What's creepier than a close look at forest floor critters? Some of them slide along the leaf litter leaving a slimy trail behind, others have tiny fangs and lots of legs, and still others roll around or jump when they are uncovered. And what about those crazy colored mushrooms and black dots on leaves? The forest floor is a fascinating place when you take the time to slow down, get low down and view it with through a hand lens.
Jana McGloughlin's 2nd grade class from Bluff Elementary visited the Forest Classroom at the County Farm in Unity last week to learn about these creepy critters and the important role many of them play as decomposers. Consider how full of leaves the forest might be if there was nothing to break them all down into smaller pieces and digest them. We would all be wading through leaf litter.
The students found many colors of fungi including red, orange, white, green, and even blue! All that rain made the forest floor nice and wet, which meant that slugs and earthworms were abundant, especially under rolled logs. The worms were the students' favorite find and they were sharing and comparing them.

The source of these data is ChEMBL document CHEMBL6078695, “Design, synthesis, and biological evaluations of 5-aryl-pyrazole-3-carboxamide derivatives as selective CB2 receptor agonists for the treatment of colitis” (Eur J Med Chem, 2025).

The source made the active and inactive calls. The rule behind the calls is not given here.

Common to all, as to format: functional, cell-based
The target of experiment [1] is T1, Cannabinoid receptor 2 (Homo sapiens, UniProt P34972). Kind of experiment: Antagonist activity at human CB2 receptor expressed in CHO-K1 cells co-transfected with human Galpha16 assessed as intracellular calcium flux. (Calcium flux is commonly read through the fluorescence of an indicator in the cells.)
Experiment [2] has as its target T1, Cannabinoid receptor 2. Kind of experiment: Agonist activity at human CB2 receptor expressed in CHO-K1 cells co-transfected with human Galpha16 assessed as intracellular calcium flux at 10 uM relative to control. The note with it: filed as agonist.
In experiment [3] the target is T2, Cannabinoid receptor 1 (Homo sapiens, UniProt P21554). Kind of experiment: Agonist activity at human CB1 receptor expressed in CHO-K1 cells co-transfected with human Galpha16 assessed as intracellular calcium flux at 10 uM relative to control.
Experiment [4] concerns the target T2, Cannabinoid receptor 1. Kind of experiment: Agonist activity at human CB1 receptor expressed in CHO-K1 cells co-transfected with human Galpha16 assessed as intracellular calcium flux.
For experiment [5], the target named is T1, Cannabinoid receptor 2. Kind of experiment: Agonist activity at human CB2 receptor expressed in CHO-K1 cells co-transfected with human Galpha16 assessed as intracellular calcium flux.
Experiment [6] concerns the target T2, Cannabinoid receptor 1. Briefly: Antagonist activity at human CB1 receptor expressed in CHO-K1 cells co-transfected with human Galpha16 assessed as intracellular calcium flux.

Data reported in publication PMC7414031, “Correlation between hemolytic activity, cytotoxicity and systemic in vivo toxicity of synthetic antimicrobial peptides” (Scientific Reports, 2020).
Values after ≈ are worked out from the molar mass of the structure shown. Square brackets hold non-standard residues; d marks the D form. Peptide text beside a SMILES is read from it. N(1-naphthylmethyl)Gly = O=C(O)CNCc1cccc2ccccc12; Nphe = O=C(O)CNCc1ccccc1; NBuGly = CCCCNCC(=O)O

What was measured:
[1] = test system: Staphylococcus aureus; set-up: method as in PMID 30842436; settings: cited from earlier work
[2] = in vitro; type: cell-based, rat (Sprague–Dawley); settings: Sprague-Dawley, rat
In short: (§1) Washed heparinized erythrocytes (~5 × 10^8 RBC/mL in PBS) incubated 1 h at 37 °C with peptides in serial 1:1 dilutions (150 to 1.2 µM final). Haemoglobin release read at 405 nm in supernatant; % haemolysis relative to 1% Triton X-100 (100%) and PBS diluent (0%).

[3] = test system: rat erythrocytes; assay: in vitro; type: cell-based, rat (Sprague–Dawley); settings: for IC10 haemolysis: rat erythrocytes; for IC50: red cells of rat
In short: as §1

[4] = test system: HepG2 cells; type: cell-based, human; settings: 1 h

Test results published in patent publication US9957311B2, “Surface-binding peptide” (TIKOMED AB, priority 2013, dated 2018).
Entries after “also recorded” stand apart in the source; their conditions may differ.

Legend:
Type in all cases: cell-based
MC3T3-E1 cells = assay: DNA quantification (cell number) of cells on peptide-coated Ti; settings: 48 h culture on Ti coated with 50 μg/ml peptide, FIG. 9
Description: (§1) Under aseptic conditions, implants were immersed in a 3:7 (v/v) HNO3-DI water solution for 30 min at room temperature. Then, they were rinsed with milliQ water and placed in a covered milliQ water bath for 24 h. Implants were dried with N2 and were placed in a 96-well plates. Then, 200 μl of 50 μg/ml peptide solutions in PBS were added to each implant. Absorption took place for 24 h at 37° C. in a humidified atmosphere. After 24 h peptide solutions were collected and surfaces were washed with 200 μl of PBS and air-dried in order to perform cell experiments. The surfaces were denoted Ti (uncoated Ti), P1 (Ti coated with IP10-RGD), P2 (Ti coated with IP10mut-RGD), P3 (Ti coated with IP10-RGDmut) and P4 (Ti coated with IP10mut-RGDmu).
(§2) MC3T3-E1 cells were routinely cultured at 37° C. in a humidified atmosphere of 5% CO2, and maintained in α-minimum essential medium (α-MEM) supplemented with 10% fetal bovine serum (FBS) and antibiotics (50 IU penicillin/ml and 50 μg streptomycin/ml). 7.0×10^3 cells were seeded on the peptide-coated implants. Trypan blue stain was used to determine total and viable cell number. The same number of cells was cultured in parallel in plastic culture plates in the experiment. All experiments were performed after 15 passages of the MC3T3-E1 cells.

This was great, because after the critter search, they headed up to the Ahern Building to eat lunch and study earthworms like scientists. They observed and sketched the worms first. The longest ones measured over 9 inches! It was tricky to tell which side was the head or the tail as the worm moved
forward with both ends. And when given a choice between moving towards a light (made by a flashlight), staying put in the room light, or moving to a dirt pile, the worms overwhelmingly chose to get out of the light and hide in the dirt pile.
Worms sure are weird creatures. They have 5 hearts, are both male and female at the same time, have no eyes, but can tell when they are in the light, and dig tunnels with no hands or feet! And despite popular belief, if they are ripped in half, they don't grow into 2 worms. The head end might be able to make a tail, but the tail end cannot make a head.
Though many people consider worms and other forest floor critters creepy and gross, they are nature's recyclers. They consume waste and dead stuff - breaking it down into smaller pieces and turning it into a form that plants can reuse. We couldn't survive without decomposers fulfilling their role in the forest or any other ecosystem for that matter. It's a dirty job, but something's gotta do it!